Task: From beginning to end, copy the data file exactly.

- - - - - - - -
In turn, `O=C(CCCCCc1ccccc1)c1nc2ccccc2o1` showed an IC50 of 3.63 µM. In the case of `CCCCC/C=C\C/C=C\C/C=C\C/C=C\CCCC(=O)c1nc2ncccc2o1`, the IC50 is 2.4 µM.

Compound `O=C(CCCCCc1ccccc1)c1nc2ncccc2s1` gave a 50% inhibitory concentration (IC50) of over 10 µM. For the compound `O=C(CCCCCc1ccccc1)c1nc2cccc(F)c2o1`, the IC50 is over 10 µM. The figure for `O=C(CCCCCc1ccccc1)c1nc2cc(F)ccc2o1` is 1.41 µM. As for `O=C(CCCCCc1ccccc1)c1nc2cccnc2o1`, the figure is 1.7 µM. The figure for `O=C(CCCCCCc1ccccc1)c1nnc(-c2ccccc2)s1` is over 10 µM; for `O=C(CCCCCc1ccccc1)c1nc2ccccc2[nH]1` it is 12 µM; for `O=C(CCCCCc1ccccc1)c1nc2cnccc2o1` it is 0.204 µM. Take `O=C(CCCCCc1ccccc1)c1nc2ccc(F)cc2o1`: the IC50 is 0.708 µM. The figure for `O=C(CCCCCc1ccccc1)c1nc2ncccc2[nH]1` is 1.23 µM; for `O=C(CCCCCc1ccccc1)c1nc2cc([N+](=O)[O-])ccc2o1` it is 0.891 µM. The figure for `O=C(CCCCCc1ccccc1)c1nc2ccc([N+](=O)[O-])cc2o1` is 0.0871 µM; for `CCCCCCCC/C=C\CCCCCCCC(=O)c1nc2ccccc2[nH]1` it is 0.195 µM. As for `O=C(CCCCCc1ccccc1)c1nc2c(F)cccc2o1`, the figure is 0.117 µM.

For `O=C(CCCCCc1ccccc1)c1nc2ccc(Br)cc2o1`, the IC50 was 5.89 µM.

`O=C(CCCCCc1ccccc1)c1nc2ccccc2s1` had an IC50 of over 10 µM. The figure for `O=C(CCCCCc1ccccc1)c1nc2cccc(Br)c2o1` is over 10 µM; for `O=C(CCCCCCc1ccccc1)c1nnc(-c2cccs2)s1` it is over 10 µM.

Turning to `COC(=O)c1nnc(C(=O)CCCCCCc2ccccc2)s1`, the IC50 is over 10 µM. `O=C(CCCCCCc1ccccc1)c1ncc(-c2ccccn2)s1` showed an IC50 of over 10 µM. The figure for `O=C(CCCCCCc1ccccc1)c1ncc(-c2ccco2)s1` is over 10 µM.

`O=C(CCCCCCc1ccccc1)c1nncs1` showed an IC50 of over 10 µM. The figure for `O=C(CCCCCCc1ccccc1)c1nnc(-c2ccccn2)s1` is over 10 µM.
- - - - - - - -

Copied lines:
In turn, `O=C(CCCCCc1ccccc1)c1nc2ccccc2o1` showed an IC50 of 3.63 µM. In the case of `CCCCC/C=C\C/C=C\C/C=C\C/C=C\CCCC(=O)c1nc2ncccc2o1`, the IC50 is 2.4 µM.

Compound `O=C(CCCCCc1ccccc1)c1nc2ncccc2s1` gave a 50% inhibitory concentration (IC50) of over 10 µM. For the compound `O=C(CCCCCc1ccccc1)c1nc2cccc(F)c2o1`, the IC50 is over 10 µM. The figure for `O=C(CCCCCc1ccccc1)c1nc2cc(F)ccc2o1` is 1.41 µM. As for `O=C(CCCCCc1ccccc1)c1nc2cccnc2o1`, the figure is 1.7 µM. The figure for `O=C(CCCCCCc1ccccc1)c1nnc(-c2ccccc2)s1` is over 10 µM; for `O=C(CCCCCc1ccccc1)c1nc2ccccc2[nH]1` it is 12 µM; for `O=C(CCCCCc1ccccc1)c1nc2cnccc2o1` it is 0.204 µM. Take `O=C(CCCCCc1ccccc1)c1nc2ccc(F)cc2o1`: the IC50 is 0.708 µM. The figure for `O=C(CCCCCc1ccccc1)c1nc2ncccc2[nH]1` is 1.23 µM; for `O=C(CCCCCc1ccccc1)c1nc2cc([N+](=O)[O-])ccc2o1` it is 0.891 µM. The figure for `O=C(CCCCCc1ccccc1)c1nc2ccc([N+](=O)[O-])cc2o1` is 0.0871 µM; for `CCCCCCCC/C=C\CCCCCCCC(=O)c1nc2ccccc2[nH]1` it is 0.195 µM. As for `O=C(CCCCCc1ccccc1)c1nc2c(F)cccc2o1`, the figure is 0.117 µM.

For `O=C(CCCCCc1ccccc1)c1nc2ccc(Br)cc2o1`, the IC50 was 5.89 µM.

`O=C(CCCCCc1ccccc1)c1nc2ccccc2s1` had an IC50 of over 10 µM. The figure for `O=C(CCCCCc1ccccc1)c1nc2cccc(Br)c2o1` is over 10 µM; for `O=C(CCCCCCc1ccccc1)c1nnc(-c2cccs2)s1` it is over 10 µM.

Turning to `COC(=O)c1nnc(C(=O)CCCCCCc2ccccc2)s1`, the IC50 is over 10 µM. `O=C(CCCCCCc1ccccc1)c1ncc(-c2ccccn2)s1` showed an IC50 of over 10 µM. The figure for `O=C(CCCCCCc1ccccc1)c1ncc(-c2ccco2)s1` is over 10 µM.

`O=C(CCCCCCc1ccccc1)c1nncs1` showed an IC50 of over 10 µM. The figure for `O=C(CCCCCCc1ccccc1)c1nnc(-c2ccccn2)s1` is over 10 µM.